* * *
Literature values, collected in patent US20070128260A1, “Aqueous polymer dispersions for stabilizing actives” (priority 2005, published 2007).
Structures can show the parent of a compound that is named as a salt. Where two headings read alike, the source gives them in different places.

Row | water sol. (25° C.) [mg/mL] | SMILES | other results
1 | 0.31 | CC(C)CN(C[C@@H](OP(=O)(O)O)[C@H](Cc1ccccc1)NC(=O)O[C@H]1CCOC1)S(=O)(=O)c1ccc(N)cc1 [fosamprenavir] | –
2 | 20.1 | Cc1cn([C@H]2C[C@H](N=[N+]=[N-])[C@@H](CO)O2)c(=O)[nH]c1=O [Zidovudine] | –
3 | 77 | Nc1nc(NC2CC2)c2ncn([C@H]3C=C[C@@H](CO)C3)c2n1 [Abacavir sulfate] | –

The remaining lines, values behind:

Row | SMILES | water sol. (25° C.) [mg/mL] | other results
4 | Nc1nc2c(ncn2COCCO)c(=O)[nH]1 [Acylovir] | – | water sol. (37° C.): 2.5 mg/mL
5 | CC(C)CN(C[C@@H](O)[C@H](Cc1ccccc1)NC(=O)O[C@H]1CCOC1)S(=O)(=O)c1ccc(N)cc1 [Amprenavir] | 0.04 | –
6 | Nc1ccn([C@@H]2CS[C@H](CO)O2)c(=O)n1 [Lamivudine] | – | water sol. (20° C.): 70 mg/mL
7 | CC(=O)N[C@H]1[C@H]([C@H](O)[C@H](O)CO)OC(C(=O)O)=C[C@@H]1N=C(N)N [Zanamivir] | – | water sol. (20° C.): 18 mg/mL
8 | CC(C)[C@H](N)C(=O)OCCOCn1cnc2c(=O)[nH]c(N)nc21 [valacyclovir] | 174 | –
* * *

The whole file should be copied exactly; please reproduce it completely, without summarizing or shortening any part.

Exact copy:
Literature values, collected in patent US20070128260A1, “Aqueous polymer dispersions for stabilizing actives” (priority 2005, published 2007).
Structures can show the parent of a compound that is named as a salt. Where two headings read alike, the source gives them in different places.

Row | water sol. (25° C.) [mg/mL] | SMILES | other results
1 | 0.31 | CC(C)CN(C[C@@H](OP(=O)(O)O)[C@H](Cc1ccccc1)NC(=O)O[C@H]1CCOC1)S(=O)(=O)c1ccc(N)cc1 [fosamprenavir] | –
2 | 20.1 | Cc1cn([C@H]2C[C@H](N=[N+]=[N-])[C@@H](CO)O2)c(=O)[nH]c1=O [Zidovudine] | –
3 | 77 | Nc1nc(NC2CC2)c2ncn([C@H]3C=C[C@@H](CO)C3)c2n1 [Abacavir sulfate] | –

The remaining lines, values behind:

Row | SMILES | water sol. (25° C.) [mg/mL] | other results
4 | Nc1nc2c(ncn2COCCO)c(=O)[nH]1 [Acylovir] | – | water sol. (37° C.): 2.5 mg/mL
5 | CC(C)CN(C[C@@H](O)[C@H](Cc1ccccc1)NC(=O)O[C@H]1CCOC1)S(=O)(=O)c1ccc(N)cc1 [Amprenavir] | 0.04 | –
6 | Nc1ccn([C@@H]2CS[C@H](CO)O2)c(=O)n1 [Lamivudine] | – | water sol. (20° C.): 70 mg/mL
7 | CC(=O)N[C@H]1[C@H]([C@H](O)[C@H](O)CO)OC(C(=O)O)=C[C@@H]1N=C(N)N [Zanamivir] | – | water sol. (20° C.): 18 mg/mL
8 | CC(C)[C@H](N)C(=O)OCCOCn1cnc2c(=O)[nH]c(N)nc21 [valacyclovir] | 174 | –